Milwaukee Journal-Sentinel[/url]]The state's chief elections official said Wednesday that he does not want the Wisconsin Supreme Court to rule before the Nov. 6 presidential election on two cases that have blocked the state's voter ID law.

If the high court were to reinstate the law in the next eight weeks, people who do not have appropriate IDs may have to scramble to get them, said Kevin Kennedy, director of the state Government Accountability Board. Additionally, his agency would have to rush to train clerks and poll workers on what IDs could be used for voting.

"There's not enough time," Kennedy said.

Two Dane County judges blocked the voter ID law this year in cases against Gov. Scott Walker and Kennedy's board, which runs state elections. Attorney General J.B. Van Hollen in August asked the Supreme Court to take the cases and quickly rule on them so the law can be in place for this fall's election.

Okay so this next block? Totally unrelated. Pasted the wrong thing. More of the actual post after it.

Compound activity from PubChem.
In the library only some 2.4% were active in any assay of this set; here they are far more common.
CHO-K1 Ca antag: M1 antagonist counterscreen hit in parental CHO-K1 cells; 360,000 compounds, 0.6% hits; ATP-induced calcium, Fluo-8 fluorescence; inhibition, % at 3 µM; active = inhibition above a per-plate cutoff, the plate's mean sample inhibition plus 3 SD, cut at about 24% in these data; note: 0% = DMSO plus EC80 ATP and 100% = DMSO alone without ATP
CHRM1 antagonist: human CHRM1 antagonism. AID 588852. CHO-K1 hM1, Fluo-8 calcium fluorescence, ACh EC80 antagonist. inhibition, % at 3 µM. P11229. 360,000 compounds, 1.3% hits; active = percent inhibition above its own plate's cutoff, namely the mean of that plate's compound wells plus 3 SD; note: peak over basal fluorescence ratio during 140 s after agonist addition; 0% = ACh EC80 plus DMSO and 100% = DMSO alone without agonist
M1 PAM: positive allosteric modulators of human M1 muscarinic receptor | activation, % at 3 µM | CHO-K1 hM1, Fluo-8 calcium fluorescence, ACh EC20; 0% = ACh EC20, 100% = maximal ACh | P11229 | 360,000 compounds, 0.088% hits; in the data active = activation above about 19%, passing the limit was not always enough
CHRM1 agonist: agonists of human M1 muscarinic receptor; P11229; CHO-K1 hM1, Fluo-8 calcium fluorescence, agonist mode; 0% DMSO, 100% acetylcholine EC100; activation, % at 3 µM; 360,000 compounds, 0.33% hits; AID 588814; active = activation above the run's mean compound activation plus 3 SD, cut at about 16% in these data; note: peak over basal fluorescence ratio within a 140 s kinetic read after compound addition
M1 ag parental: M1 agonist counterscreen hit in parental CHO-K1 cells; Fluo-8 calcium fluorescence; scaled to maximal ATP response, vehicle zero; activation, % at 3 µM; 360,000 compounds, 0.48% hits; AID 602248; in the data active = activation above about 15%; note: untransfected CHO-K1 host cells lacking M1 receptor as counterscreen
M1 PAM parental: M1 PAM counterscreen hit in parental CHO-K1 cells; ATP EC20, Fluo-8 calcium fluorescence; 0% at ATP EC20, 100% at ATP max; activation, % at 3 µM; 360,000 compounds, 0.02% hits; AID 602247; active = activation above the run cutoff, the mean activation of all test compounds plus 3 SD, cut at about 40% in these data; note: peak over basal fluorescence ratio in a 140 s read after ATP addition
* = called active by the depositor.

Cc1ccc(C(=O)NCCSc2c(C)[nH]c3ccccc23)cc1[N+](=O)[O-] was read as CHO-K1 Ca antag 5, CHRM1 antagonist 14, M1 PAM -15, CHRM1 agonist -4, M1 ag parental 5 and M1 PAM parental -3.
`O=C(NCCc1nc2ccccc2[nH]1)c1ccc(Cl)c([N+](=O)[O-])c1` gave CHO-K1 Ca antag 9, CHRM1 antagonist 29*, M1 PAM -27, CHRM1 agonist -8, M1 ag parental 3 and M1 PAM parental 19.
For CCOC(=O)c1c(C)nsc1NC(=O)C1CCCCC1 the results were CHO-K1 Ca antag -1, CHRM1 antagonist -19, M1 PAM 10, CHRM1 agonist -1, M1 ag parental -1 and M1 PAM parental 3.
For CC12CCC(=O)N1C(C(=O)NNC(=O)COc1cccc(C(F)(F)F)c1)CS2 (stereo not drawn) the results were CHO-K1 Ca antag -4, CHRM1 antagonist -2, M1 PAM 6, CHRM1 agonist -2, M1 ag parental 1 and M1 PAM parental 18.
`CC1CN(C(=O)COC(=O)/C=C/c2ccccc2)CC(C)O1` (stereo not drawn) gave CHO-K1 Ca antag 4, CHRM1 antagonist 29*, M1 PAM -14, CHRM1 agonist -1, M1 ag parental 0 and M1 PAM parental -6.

The court has not yet said what it will do, though in April it declined to take them when Van Hollen made an earlier request.

Van Hollen must represent clients with two different viewpoints - Walker wants the case taken up soon, while the accountability board wants the matter decided after the election. Kennedy said he informed Van Hollen's Department of Justice of his concerns, adding he recognized the attorney general's authority to decide how to handle the case.

"We said, 'This is going to create problems,' and they said, 'Well, we want this resolved quickly,' " Kennedy said.

Walker and Van Hollen are Republicans. The accountability board is nonpartisan and consists of six retired judges. Kennedy said the board has no position on whether the state should require IDs for voting, but that for administrative reasons, it does not want major changes to election laws just before people go to the polls.

Has this been posted yet?